Electoral Colleagues, Science by Design, and a Second-Place Finish

By Mark Toner — November 05, 2004 3 min read

The election season is finally over, and while both President Bush and challenger John Kerry have called for unity, it may be too late for two North Carolina teachers who ran against each other for state legislature. Republican Bryan Holloway and his Democratic opponent, Robert Mitchell, who both teach history at West Stokes High School in Danbury, began the campaign season with good-natured jokes and friendly debates in civics classes. But by the week before the election, things had soured to the point that Mitchell felt compelled to file a complaint with the state board of elections, charging, among other things, that his colleague used school paper, its copier, and student labor to put together campaign fliers. Holloway wound up defeating Mitchell at the polls, ending the political battle, but their friendship is over. Superintendent Larry Cartner says of the campaign bickering, “There’s an old saying that if you want to change something in a child, change something about yourself. It’s unfortunate that the political process in our environment tends to get ugly.”

Ohio, it turns out, is a battleground state in more ways than one. In recent years, opponents of Charles Darwin’s theory of evolution have backed away from religious rhetoric in favor of “intelligent design,” which argues that life is so complex, it cannot be explained by natural selection. This fall in the Buckeye State, biology teachers began following a mandate to “critically analyze” evolutionary theory, the result of a 2002 ruling by Ohio’s State Board of Education. Although openly mocked by some scientists, the movement has made progress at the grass-roots level, and the board’s decision is its biggest victory since Kansas removed evolution from its curriculum in 1999 (only to later reverse the action). “Our opponents would say that these are a bunch of know-nothing people on a state board,” says Stephen Meyer, director of the Center for Science and Culture at the Discovery Institute, a conservative think tank leading the charge. “We think it shows that our Darwinist colleagues have a real problem now.” The battle is moving into other states—and into textbooks, which, of course, dance to the tune set by standards such as Ohio’s.

Dancing is all one student in Holland, New York, wanted to do. Since the boy was homeschooled, though, his request to attend a dance at Holland Middle School prompted lively discussion among school board members. They ultimately approved the request and went so far as to consider opening all extracurricular activities to homeschooled kids—except sports. As superintendent Garry Stone put it, it’s best to mend bridges. “In this time of tight funding, these are the community members who are voting on our budget. These are also the kids that might come back. We should make them feel comfortable so if they wanted to come back, they wouldn’t feel like an outsider.”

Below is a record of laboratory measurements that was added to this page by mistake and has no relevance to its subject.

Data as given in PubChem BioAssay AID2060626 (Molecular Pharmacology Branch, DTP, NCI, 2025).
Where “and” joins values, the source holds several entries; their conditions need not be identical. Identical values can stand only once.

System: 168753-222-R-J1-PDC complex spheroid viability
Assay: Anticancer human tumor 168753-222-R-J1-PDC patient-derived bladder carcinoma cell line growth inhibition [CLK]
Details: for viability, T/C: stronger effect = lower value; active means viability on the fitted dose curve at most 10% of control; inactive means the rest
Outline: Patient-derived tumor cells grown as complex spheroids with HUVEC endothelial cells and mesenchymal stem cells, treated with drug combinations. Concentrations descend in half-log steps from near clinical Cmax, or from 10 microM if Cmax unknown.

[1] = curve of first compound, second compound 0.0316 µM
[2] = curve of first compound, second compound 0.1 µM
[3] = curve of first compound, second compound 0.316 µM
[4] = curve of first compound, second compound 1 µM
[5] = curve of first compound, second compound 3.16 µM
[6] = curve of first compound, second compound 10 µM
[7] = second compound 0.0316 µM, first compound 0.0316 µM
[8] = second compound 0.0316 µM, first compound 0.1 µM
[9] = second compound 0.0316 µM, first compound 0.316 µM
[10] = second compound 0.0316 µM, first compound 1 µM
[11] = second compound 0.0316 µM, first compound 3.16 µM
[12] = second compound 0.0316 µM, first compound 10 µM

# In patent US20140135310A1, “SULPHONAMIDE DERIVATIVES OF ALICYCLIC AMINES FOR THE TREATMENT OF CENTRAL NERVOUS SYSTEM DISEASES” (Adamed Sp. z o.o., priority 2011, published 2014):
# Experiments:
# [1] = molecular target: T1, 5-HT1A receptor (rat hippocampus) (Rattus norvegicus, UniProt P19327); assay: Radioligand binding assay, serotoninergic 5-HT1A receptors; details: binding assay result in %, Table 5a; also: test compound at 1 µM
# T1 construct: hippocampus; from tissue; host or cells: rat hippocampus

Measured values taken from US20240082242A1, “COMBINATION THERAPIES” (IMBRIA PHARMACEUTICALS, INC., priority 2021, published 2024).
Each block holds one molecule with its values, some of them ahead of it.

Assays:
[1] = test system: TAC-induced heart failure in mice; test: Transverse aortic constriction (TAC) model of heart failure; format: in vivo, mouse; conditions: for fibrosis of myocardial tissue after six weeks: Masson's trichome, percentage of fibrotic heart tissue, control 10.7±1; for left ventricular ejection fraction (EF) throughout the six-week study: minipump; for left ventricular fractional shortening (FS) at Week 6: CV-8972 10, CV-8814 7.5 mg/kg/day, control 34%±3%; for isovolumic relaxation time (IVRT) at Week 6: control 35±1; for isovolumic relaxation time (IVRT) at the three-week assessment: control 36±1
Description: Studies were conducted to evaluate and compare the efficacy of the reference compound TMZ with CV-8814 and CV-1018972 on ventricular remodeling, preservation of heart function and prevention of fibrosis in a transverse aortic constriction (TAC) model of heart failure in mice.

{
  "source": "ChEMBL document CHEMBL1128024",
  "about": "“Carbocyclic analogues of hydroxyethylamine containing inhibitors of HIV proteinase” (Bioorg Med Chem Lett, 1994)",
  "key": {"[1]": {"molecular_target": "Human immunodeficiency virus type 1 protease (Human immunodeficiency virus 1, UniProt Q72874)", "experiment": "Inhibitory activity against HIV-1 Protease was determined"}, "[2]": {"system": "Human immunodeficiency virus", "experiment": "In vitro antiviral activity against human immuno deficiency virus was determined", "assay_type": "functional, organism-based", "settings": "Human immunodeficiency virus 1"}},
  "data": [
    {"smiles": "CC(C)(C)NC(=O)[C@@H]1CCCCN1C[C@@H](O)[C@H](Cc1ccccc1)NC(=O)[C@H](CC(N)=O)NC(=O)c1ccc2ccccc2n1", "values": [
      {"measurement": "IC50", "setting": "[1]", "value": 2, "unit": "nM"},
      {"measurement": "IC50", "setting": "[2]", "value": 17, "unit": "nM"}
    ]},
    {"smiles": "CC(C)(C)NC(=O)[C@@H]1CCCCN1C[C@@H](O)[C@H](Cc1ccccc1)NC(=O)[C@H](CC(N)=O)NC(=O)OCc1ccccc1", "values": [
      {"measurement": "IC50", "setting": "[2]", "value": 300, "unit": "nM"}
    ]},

That kind of hospitality doesn’t extend to Panzerfaust Records. The Minnesota outfit with apparent neo-Nazi roots has distributed 20,000 CDs of hate music, including such songs as “Hate Train Rolling” and “Under the Hammer,” to students across the country as part of a campaign called “Project Schoolyard USA.” In Houston, administrators have been on the lookout for the CDs while trying to promote tolerance, which itself isn’t always an easy sell. When Dulles High School formed a gay-straight alliance and invited students to speak during a staff-development program, “some of the teachers walked out,” principal Lynn Marshall said.

And as the political furor dies down to a dull roar, let’s return to the story of Stu Starky, the Phoenix teacher profiled in the October issue of Teacher for his quixotic run against Arizona institution Senator John McCain. As expected, even predicted by Starky himself, he garnered just over 20 percent of the vote. While political writers and pundits enjoyed such metaphorical excesses as “McCain rolled his straight-talk express over Democrat Stuart Starky,” we should point out that the unknown middle school teacher did get more than 345,000 votes statewide—an impressive showing for a political unknown. And since he teaches math, we know he won’t ask for a recount.

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